It’s funny to see this regional tradition, which I have known about for the last 30 years, suddenly elevated to national attention. It’s most likely different from what I experienced—but probably not by much. The fundamental experience is likely the same.
The lessons I learned from the experience have followed me through my career.
Know How to Pitch Yourself—Fast
In August 1993, sorority rush at UA began with “17 Party,” or “Ice Water Teas.” Those participating in rush were organized into large groups, of at least 50 girls, who visited each of the then-17 sorority houses on campus, for no more than 5 to 10 minutes per house. We were given a small glass of ice water in each house.
After being hailed with a cheer, a “door song,” from young women who looked like they were stacked in a pyramid in the doorway, we entered. Each of us was greeted by a sorority member, who led us through the foyer and into the house with a hand on our back. We then had about five minutes to converse winningly.
In the corporate world, how often do you get your five-minute “ice water tea” opportunity? It could be in a bathroom standing at the mirror washing your hands when you bump into an executive you always wanted to interact with. It could be waiting for the elevator, or when you find yourself enclosed within the elevator with exactly the person you wanted to speak to.
In spring 2008, I was standing in front of the mirror of the ladies room at my former company when I bumped into the editor of a magazine that sent writers all over the world to report on incentive travel. I expressed how lucky I thought she was, and that I would love to do the same—and she gave me my chance less than a week later. I have been traveling throughout the world since then as a writer.
Learn How to Navigate Narrow Cultures
For many of us, an ideal corporate culture would be a progressive one, but we know that is often not the culture of an organization. Many companies are culturally conservative, so in order to be successful, you must navigate within narrow parameters.
I’m a creative and imaginative person by nature, but I quickly learned to parrot how I heard the other young women conversing. My instinct is to veer away from clichéd small talk. I would rather ask, “So what’s your favorite color?” Or “What’s the best vacation you ever took?” I like to slip past the small talk immediately, moving right away into what you might call the icebreaker questions.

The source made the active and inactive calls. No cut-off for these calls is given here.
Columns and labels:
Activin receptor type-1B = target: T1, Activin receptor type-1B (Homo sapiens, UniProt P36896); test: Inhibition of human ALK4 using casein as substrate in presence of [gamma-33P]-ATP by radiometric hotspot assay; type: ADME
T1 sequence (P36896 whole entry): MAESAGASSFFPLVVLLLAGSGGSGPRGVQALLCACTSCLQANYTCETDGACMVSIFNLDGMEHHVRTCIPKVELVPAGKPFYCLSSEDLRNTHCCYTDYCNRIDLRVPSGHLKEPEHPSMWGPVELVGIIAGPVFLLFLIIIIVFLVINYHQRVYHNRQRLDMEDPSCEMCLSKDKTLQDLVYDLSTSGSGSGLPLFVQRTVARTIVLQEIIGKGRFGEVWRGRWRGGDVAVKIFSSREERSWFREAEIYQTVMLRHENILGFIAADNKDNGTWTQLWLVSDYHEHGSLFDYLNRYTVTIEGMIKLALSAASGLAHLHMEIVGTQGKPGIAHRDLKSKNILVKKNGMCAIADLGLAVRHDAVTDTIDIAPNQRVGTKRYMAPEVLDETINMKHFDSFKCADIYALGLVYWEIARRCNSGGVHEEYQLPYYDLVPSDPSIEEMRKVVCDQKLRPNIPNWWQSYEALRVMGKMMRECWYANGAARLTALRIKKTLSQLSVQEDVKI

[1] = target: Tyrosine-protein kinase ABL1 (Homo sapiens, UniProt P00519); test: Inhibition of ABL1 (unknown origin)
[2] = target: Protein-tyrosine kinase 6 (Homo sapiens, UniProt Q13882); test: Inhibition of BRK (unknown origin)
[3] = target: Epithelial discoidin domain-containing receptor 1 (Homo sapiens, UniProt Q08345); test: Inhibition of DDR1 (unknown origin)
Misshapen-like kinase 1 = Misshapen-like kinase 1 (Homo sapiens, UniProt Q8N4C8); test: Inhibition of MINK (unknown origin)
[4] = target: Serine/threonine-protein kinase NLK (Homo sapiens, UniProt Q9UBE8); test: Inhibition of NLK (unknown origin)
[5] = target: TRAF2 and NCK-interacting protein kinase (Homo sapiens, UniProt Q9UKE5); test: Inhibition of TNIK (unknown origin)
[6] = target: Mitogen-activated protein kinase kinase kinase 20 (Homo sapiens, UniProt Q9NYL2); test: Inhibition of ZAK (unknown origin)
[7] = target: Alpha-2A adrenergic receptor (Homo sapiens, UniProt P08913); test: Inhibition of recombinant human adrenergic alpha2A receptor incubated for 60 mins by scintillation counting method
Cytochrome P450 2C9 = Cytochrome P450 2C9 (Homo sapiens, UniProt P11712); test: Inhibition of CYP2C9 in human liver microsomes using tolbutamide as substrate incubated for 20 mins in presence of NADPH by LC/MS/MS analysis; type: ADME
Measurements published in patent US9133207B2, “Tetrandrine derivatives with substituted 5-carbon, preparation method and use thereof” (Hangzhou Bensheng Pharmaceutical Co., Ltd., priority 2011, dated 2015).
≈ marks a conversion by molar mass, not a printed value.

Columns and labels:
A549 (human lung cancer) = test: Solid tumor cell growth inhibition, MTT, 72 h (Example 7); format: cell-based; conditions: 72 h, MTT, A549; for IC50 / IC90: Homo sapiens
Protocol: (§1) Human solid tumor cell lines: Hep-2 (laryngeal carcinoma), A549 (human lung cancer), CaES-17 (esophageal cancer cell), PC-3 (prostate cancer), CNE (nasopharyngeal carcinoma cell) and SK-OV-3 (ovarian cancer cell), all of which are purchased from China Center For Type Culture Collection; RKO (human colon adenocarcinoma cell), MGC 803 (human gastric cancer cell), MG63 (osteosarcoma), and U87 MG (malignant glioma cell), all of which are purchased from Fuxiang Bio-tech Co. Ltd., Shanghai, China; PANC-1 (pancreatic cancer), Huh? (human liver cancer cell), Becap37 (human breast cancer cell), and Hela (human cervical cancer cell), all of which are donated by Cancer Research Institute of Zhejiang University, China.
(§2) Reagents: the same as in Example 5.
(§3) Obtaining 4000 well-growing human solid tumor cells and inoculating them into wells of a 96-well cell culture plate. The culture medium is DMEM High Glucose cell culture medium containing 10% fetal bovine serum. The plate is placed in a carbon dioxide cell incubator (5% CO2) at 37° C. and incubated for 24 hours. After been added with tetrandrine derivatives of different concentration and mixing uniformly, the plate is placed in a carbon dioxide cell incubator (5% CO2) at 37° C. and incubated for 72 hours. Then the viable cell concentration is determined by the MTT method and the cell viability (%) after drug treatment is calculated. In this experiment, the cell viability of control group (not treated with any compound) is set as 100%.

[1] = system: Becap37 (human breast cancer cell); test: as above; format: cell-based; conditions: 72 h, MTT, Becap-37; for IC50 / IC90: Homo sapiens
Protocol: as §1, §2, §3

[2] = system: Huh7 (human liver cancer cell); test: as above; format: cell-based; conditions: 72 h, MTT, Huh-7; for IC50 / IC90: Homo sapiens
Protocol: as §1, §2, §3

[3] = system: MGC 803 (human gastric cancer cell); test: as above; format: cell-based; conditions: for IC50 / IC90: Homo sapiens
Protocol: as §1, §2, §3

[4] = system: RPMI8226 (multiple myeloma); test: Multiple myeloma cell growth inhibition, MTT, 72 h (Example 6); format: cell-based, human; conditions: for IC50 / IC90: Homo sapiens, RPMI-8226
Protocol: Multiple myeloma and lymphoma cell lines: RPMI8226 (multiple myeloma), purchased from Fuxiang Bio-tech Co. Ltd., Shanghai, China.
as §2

That approach doesn’t work in many different settings, including in Southern sorority rush 30 years ago. “How are you doing today?” I had to drone, “Do you live in the house? Do you have a position in the sorority?” I had to ask what I now think of as “marketing” questions.
When on either side of the hiring experience for a conversative organization, you must do something similar. You can’t necessarily ask telling, genuinely interesting questions. You must force yourself as a creative or imaginative person to narrow yourself to get in the door of the organization. Once there, you can work toward change, but initially at least, you must play along.
A key part of the Bama Rush experience for me was managing significant rejection. I was a regional outsider, from Connecticut, who was not a legacy in any but one sorority (by first cousin—not sister, mother, or grandmother). I also didn’t have a great GPA from high school. I was an A student by the time I graduated, but the first part of my high school years was bad. I was competing with many women who had strong overall academic records in high school, plus had at least a few generations of women who had been members of some of the sororities.
Every morning during the process, there was what was then called “convocation.” We met in the student union, Ferguson Hall, where we were given a sheet listing the sororities inviting us to return that day. My list was never long.
I had to learn to understand that much of the rejection was outside of my control, based on actions from the past, or elements that I was born into, such as where I came from (outside the region), and did not include legacies.
In the corporate world, when you go through the hiring process, on either end, much of the rejection is outside your control. Maybe your organization is not in the precise industry a candidate wants to be in. Maybe as qualified as you are, you don’t have quite as many qualifications as another candidate. Or, you may never have had a chance at the job because many jobs are filled via a hiring manager’s personal network of contacts.
When training employees in leadership development, both as hiring managers and as employees working toward becoming managers, lessons on managing rejection are critical.
When you receive a rejection, what is your process for thinking through why it happened? Is it instructive at all to think about it, or do you just move forward to the next opportunity? The choices you have in what you do with the information presented by rejection should be explored in leadership development programs.
Cull Lessons from Your Employees’ Unusual Life Experiences
Train managers to take the time to get to know their employees. Many have unique experiences like mine with Bama Rush. Knowing those stories can give you a framework for tackling professional challenges with employees.
If they are struggling with an assignment, the manager can say, “Remember when you were going through Bama Rush, running your last marathon, trying to get your art exhibited in that competitive show…” You may find all the development fodder you need in each of those stories—and you may learn something yourself in the process.
Are your organization’s managers trained to make use of each employee’s unique experiences in their learning and development?